The Ideal Man
The difference in price between mass market paperbacks and hard covers is rather remarkable. Given that I rarely buy books new, even at $7.99, the idea of paying full price for a hardcover makes me wince. Julie Garwood’s newest contemporary romantic suspense, The Ideal Man, is a hardcover release, and in my opinion, not worth the $26.95 price tag.
This is not to say the story is terribly bad; it isn’t. Dr. Ellie Sullivan is a child prodigy trauma surgeon who happens to witness the shooting of an FBI agent during an operation that goes bad. The criminals that the FBI had hoped to apprehend that day, Cal and Erika Landry, are known arms dealers that have thus far managed to evade jail time by eliminating the witnesses testifying against them — either by threats, or violence.
Ellie didn’t actually get a good enough look to testify, but after the police intercept a hit man in her hospital’s emergency room, FBI agent Max Daniels doesn’t want to take any chances, so he follows Ellie to her hometown in South Carolina, to protect her. Ellie is reluctantly home for her sister’s wedding — to Ellie’s ex-fiancé — when the last time she saw either of them was when she found them in bed together. Another complication: a violent stalker from her past has gone into hiding.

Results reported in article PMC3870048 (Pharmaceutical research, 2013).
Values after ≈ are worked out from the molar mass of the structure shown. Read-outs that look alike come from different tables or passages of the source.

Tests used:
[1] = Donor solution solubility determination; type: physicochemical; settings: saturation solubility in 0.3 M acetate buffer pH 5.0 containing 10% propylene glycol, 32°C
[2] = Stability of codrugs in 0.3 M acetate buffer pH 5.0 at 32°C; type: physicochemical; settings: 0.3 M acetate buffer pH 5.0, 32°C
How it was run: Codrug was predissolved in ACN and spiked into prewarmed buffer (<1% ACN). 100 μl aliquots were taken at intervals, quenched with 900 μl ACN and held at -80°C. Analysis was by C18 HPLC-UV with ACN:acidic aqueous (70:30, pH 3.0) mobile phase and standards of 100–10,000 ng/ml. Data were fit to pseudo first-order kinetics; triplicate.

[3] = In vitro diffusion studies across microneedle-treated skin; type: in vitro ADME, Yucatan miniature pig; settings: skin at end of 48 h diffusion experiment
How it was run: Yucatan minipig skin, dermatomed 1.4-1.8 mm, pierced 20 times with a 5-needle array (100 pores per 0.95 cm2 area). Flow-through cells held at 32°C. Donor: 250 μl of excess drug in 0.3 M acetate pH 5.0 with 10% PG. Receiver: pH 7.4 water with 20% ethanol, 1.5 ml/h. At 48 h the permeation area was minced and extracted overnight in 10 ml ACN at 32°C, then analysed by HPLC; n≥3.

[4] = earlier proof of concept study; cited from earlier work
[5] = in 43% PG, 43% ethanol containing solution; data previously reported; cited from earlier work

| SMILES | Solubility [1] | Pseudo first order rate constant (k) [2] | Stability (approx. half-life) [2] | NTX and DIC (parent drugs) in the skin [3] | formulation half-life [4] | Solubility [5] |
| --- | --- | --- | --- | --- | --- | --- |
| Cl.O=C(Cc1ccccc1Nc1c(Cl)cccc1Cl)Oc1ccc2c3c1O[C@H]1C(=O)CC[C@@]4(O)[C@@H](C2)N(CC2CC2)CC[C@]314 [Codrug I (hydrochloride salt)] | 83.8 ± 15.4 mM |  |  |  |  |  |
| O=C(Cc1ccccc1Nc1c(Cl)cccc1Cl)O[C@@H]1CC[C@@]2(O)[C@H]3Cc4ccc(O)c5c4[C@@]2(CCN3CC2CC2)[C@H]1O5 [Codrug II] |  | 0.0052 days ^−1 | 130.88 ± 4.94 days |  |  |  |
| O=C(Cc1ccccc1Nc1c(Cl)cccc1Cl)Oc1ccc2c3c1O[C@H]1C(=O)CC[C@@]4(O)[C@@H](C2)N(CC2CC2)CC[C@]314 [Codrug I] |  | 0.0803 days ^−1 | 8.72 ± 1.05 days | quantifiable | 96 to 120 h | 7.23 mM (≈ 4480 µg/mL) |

I mostly liked Ellie and Max. It felt a bit trite for Ellie to be a child prodigy; she could have been a great character without being The Best- gorgeous, a math genius, a fantastic surgeon. The stories about her getting private tutoring from college professors before she hit puberty were overkill. Other than that, though, she was a realistic character and a likable one. She and Max do have chemistry, and he’s a good if unoriginal character.
A lot is going on in this book. Between the contract out on Ellie’s life and the stalker, this book has plot enough for two novels, but half-asses them both. Neither storyline is fully realized, though they both have some potential. There is also a tacked-on secondary romance that, until the last 2 pages, felt more like the set-up for a second novel. I wish it was given its own novel, as it could have made a compelling read that way.
The biggest problem I had, though, was with the writing. There wasn’t anything intrinsically wrong about it, no convoluted or choppy sentences nor stilted dialogue. However, the narration fell flat. It was monotonous and matter-of-fact in a way that took any suspense out of action scenes, or any romance out of love scenes. I won’t go quite so far as to say that the prose was lifeless, but it could have used a heavy dose of energy injected into it.
The Ideal Man was a quick read. It didn’t drag, and kept me moderately entertained. But that’s about all I can say about it.